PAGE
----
Funerary pyre of a Buddhist monk in the early twentieth century
Funerary pyre of a Buddhist monk in the early twentieth century

Phongyibyan (Burmese: ဘုန်းကြီးပျံ; also spelt pongyibyan or phongyibyan pwe) is a Burmese language term for the ceremonial cremation of high-ranking Buddhist monks, in particular monks from Myanmar's largest Buddhist order, the Thudhamma Nikaya.[1]

Regional observances

A Burmese ceremonial hearse featuring the hintha bird.
A Burmese ceremonial hearse featuring the hintha bird.

Phongyibyan is widely observed by Buddhists throughout Myanmar, including the Bamar, Mon, Rakhine, and Shan peoples. Similarly elaborate cremation ceremonies, congruous with those in Myanmar, are also held by the Northern Thai people.[2] Among the Shan and Lanna peoples, the ceremony is known as poy law (ပွႆးလေႃ or ปอยล้อ),[3] which literally means "ceremony of the cart,"[4] whereby poy is a Burmese loanword meaning "festival" or "ceremony" (cf. Poy Sang Long).

Timing

A temporary prāsāda erected for a notable monk in Pa-auk, Mon State
A temporary prāsāda erected for a notable monk in Pa-auk, Mon State

The ceremonial cremation does not necessarily occur immediately after a monk's death. In Northern Thailand, they are typically held between December and March; and in Myanmar, these ceremonies are not held during the Vassa (Buddhist lent).[4] The ceremony typically lasts between 3 and 7 days, depending on the ability of worshippers to organize and finance the ceremonies.[5]

Ceremonial rituals

Some rites have parallels to accounts of the Buddha's own funeral found in the Mahaparinibbana Sutta.[6] An elaborate set of ceremonies, including staged plays, ritual performances, and construction of temporary pyre structures, constitute the cremation. Immediately after the monk's death, the body is embalmed. After the cremation, the remains are collected and housed in a reliquary.[5]

The funerary pyre tower or laungdaik.
The funerary pyre tower or laungdaik.

A temporary mortuary chapel called neibban kyaung (နိဗ္ဗာန်ကျောင်း), with a multi-tiered pyatthat roof, is constructed to house the coffin.[7] The monk may lie in state for several months, while donations are gathered to fund the cremation ceremonies.[7] A massive funerary pyre tower called laungdaik (လောင်တိုက်), representing Mount Meru, along with numerous subsidiary towers, is also constructed by specialist bamboo artisans called sat-hsaya (စပ်ဆရာ).[7]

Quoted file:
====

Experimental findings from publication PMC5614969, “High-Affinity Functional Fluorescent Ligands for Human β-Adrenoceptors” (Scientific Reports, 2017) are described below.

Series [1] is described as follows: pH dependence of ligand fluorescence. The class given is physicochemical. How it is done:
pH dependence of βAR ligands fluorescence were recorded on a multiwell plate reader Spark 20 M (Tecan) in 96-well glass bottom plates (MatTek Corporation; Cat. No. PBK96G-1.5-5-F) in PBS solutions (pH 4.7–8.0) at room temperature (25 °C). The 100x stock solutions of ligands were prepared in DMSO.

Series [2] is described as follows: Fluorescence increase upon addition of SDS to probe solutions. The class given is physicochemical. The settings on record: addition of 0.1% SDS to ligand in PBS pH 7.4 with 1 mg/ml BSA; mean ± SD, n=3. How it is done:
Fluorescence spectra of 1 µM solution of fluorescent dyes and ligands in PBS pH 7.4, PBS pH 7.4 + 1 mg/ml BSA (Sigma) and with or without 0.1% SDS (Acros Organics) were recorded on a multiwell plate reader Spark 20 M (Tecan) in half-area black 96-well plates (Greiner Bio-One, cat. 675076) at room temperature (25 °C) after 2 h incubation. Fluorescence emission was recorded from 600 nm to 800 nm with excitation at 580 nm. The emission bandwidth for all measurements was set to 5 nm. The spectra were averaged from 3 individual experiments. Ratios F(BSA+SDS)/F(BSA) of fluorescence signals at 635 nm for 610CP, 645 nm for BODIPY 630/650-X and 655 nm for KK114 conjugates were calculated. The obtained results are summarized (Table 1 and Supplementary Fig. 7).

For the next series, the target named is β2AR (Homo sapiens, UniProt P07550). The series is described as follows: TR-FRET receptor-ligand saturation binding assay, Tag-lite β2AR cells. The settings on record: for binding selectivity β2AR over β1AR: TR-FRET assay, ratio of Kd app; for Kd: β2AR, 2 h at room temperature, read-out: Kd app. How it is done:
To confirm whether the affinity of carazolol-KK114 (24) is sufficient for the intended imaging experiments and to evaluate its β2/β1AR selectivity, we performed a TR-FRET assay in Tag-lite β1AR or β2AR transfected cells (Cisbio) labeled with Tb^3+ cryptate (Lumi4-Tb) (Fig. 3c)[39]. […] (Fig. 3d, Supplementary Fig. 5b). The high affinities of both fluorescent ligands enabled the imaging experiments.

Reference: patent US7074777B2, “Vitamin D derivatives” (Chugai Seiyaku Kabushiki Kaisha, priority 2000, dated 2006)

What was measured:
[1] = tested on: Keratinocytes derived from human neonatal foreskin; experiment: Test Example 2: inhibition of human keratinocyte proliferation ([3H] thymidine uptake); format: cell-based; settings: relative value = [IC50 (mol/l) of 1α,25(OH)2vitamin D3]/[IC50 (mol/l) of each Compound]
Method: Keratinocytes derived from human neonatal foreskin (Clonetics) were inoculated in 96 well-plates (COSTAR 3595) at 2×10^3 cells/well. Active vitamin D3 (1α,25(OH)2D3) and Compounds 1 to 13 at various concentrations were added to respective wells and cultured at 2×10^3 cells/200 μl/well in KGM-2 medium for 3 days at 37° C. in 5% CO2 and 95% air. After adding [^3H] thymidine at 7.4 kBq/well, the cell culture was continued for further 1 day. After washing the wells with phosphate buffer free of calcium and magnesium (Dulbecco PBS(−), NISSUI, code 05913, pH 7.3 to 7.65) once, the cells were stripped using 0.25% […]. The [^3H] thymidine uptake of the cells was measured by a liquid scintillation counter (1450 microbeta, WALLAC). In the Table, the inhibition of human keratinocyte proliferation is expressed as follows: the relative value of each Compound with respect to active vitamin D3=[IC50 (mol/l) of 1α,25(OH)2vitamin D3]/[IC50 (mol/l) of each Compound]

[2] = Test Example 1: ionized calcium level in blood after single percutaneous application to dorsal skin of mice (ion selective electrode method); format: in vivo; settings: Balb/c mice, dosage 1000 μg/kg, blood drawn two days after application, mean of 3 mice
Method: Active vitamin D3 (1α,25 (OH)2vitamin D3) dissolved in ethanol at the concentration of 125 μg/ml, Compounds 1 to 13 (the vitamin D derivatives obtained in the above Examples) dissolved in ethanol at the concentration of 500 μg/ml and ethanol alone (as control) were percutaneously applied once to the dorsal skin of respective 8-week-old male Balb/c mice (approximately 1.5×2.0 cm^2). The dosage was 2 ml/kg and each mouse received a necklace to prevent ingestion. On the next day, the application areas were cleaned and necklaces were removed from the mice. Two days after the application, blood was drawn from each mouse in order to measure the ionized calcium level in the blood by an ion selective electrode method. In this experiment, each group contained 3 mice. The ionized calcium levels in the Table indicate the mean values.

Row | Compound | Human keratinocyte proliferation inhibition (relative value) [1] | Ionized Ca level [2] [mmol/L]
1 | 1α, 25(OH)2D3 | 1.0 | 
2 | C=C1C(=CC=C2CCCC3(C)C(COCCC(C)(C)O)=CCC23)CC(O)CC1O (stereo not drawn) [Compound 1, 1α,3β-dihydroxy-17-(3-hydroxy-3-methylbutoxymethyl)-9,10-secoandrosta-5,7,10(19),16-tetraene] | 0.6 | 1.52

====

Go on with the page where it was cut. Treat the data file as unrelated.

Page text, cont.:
Crematory hearse in Yangon
Crematory hearse in Yangon

Ceremonial crematory hearses are often constructed for the cremation, often featuring mythical animals. These hearses or floats are used to transport the coffin to the funerary pyre.[7] The Burmese use hearses featuring hamsa.[4] While the Shan construct hearses featuring the karaweik (a mythical bird), their Northern Thai counterparts build hearses featuring the nok hatsadiling (นกหัสดีลิงค์), a mythical elephant-headed bird.[3] The pyre is often ignited using rockets or fireworks.[7]

Another important ritual during the phongyibyan is a tug-of-war of the funerary pyres, called lun hswe (လွန်ဆွဲ) in Burmese, and lak prasat (ลากปราสาท, lit. "pulling of the prasat") in Thai.[7][4] This tug-of-war is believed to generate merit.[5] The Rakhine people perform the tala aka (တလားအက) during the cremation ceremony, whereby around two dozen men carry the bedecked coffin using a bamboo frame, while dancing in unison to the tune of a Burmese hsaing waing orchestra.[8]

A staged play called eiyin (ဧယင်), which reflects the pain of the living mourning the departed and combines the Buddhist concept of rebirth and the monk's virtues and life, is performed from the moment the coffin leaves the monastery to the time of cremation.[1] These performances are held during the daytime, generally held in temporary gilt pavilions called san kyaung (စံကျောင်း), which are erected in the monastery grounds or the village squares.[1] Controversy has surrounded the expenses involved in financing such expensive ceremonies.[9]

Gallery

References

  1. ^ a b c Robinne, François (2012-04-26). "Theatre of death and rebirth: monks' funerals in Burma". In Williams, Paul (ed.). Buddhist Funeral Cultures of Southeast Asia and China. Cambridge University Press. ISBN 9781107377998.
  2. ^ Hall, Rebecca S. (2014). "Onward toward Heaven: Burning the Nok Hatsadiling". Ars Orientalis. 44 (20181025). doi:10.3998/ars.13441566.0044.010.
  3. ^ a b Phramaha Veerachone Akkadhammo (Khomsonphan) (July 29, 2012). "Value of Poi-Law in Lanna: A Case Study of Phrakrugaroonyathamniwas (Laung Poolaung Katapunyo)". Mahachulalongkornrajavidyalaya University.
  4. ^ a b c d Keyes, Charles (2006). "Tug of War for Merit: Cremation of a Senior Monk". Journal of the Siam Society: 1–21.
  5. ^ a b c Keyes, Charles (1980). "Anusaranaśāsanākiarti, Phra Khrū, and Charles Keyes "Funerary Rites and the Buddhist Meaning of Death: An Interpretative Text from Northern Thailand"". Journal of the Siam Society. 68 (1): 1–29.
  6. ^ "Abstracts by Author". Northern Illinois University. Retrieved 2018-05-04.
  7. ^ a b c d e f Isaacs, Ralph (2009). "Rockets and Ashes: Pongyibyan as Depicted in Nineteenth- and Twentieth-Century European Sources". Journal of Burma Studies. 13 (1): 107–136. doi:10.1353/jbs.2009.0003. ISSN 2010-314X.
  8. ^ Duwun (2018-08-15), ရခိုင်ရိုးရာ တလားအက, retrieved 2018-09-05
  9. ^ Myint Naing (March 2, 2015). "Buddhist monks' cremation ceremonies break the bank in impoverished Myanmar". Religion News Service. Retrieved 2018-05-04.

See also